For most property owners, the annual assessment is a one- or two-day affair, usually checking it in early January to see how it compares to the neighbours.
But for B.C. Assessment, there’s little rest over 12 months. “The process starts right from the time we complete the roll,” said deputy assessor Greg Wood. “By that time we are already making changes in preparation for next year’s assessment roll.”
That’s right. The pieces of paper mailed to each property owner in the province is very likely out of date by the time it’s been read. Even so, a lot of work goes into the numbers.
The process is similar for most of the major categories.
Wood said the B.C. Assessment’s record on each property in any region includes salient criteria such as location, size, layout, shape, age, finish, quality, carports, garages, sundecks, condition of buildings and proximity to services and schools.
“Then, throughout the year, we receive permits from local government informing us of changes to that property, appraisal reports, Land Title property transfers as a result of sales and we get notices of new subdivisions and new properties and we would have people go and investigate those properties,” Wood said. The agency also uses sales data collected from the Multiple Listings Service and by talking to buyers and sellers to verify data.
In some cases, the B.C. Assessment may identify areas or a subset of properties it wants to review.
That can mean sending targeted property owners a mailout to fill out and return so the agency can verify the information it has.
It may also mean having assessment branch staff canvassing neighbourhoods doing physical property inspections
That’s all done early in the year. Wood said by the end of the summer, the branch and its 680 staff go into “full analysis mode” to determine the change in the market from the previous year. Appraisers consider real estate transactions that occur before and after the July 1 valuation date.
In the fall, appraisers inspect new construction and development, verify the physical condition of each property as of the end of October and verify ownership through the Land Title and Survey Authority by Nov. 30.
With that work done, the final assessment roll is completed in early December. It is audited and notices are printed and mailed to property owners on Dec. 31.
The system has changed over the years with improved technology speeding up information gathering and assessment.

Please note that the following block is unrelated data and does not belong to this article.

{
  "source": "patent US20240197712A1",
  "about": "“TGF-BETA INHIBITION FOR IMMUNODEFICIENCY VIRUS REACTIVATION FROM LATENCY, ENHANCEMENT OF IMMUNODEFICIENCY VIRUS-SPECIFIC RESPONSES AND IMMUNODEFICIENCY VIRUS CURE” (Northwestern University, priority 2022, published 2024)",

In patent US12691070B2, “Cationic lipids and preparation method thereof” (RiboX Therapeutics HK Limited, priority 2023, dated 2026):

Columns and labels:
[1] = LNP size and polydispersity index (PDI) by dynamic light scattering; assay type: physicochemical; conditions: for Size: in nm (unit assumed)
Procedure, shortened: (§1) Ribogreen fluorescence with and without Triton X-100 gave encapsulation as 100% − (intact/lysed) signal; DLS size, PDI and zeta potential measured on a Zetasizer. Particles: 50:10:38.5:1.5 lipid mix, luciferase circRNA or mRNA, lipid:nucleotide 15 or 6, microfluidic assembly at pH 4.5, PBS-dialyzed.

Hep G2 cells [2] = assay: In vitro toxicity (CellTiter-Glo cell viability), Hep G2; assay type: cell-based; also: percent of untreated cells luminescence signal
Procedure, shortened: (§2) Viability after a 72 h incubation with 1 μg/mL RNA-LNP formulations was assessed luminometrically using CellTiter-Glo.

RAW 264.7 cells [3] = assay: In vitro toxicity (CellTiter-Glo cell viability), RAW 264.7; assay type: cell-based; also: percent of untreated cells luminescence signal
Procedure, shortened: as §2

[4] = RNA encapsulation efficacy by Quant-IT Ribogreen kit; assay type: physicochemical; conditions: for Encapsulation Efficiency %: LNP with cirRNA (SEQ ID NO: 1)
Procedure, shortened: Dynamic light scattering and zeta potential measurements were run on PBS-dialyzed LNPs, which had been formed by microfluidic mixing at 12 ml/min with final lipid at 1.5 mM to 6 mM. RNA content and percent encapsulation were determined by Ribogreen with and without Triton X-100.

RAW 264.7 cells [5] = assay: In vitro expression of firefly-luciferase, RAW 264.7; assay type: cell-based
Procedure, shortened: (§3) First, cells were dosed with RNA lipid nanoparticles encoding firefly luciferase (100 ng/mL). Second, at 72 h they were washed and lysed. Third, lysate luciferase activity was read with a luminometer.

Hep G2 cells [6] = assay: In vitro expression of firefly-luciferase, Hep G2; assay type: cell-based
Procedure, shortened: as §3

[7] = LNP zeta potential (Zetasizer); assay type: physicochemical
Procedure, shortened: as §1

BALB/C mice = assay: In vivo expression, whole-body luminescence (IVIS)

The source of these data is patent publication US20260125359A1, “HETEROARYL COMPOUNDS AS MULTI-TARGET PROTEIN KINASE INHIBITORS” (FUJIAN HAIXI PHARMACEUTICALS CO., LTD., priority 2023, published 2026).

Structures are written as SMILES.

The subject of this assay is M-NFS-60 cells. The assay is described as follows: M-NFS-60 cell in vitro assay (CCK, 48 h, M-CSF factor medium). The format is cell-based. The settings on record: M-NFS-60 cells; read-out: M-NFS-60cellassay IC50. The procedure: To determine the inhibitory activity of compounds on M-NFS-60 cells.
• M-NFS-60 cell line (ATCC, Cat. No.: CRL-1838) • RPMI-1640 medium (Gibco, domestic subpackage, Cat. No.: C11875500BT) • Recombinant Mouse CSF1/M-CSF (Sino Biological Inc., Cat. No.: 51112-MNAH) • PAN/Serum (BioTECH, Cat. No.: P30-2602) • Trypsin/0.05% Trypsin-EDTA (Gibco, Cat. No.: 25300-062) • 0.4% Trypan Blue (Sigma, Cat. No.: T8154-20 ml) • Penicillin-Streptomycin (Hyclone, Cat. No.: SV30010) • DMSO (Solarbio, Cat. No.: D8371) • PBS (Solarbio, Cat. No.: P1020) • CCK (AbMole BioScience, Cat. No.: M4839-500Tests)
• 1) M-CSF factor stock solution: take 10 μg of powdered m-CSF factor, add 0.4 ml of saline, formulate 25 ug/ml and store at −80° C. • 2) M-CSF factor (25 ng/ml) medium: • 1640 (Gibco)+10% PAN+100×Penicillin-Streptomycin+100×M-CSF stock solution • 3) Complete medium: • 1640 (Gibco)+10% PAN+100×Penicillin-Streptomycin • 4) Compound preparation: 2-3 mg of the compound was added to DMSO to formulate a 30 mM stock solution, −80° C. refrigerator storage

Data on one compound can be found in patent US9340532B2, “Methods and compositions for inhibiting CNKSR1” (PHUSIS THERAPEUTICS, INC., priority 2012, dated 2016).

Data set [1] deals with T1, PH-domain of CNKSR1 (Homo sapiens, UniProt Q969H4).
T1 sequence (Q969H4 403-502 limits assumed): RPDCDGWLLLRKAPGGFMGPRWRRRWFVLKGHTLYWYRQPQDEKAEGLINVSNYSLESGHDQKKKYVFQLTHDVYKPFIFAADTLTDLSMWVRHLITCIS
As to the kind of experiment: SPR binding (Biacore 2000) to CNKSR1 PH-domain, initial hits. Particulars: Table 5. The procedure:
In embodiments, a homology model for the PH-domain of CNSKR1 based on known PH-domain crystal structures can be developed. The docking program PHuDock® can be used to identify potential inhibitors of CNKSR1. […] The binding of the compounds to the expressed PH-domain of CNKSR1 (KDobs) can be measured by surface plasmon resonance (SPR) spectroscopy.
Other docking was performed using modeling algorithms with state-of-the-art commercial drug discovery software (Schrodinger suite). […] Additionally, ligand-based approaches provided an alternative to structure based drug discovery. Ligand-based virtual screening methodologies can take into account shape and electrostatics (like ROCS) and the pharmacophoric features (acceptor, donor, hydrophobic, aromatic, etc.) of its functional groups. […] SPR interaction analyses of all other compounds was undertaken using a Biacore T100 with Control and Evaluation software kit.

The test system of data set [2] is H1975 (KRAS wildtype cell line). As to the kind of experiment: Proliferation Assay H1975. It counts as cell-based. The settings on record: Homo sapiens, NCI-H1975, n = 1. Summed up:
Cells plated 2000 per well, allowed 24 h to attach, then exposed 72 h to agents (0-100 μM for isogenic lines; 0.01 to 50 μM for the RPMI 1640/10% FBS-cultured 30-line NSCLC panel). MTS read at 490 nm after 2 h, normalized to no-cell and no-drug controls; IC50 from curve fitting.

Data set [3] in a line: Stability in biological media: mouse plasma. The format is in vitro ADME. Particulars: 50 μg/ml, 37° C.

“Door to door, we can do 15-20 assessments per day. With desktop review, we can do 45-50 per day,” Wood said. That system gets tweaked every year and, with more information available and shared online, it will get easier and faster.
One new system they are working on in the Capital Region will allowfor online sharing of building permit data.
“We are always making small system changes to improve efficiency,” he said.
The system doesn’t change much for commercial property.
Wood said many of the same factors are taken into account — size, finish of the building and location and the like — but there is a major difference.
“In commercial property, the value is based on the income-generating potential of the real estate,” said Wood. “The residential is based on [factors involved in] pride of ownership like size, finish, convenience to services or schools, but for an income-producing property it’s different, it’s based on commercial exposure.”
In other words, value will change depending on how well-placed that building is to attract customers and income.
“And with commercial or industrial properties, we don’t consider the businesses that might be occupying the building ... it’s just the income-generating potential of the real estate,” he said.
Light industrial property is assessed much like commercial property, but major industrial properties like pulp mills, saw mills, shipbuilding centres and the like are treated differently.
“They are valued by a legislated process, it’s not based on market evaluation,” said Wood, noting those properties are based on the productivity of the land.
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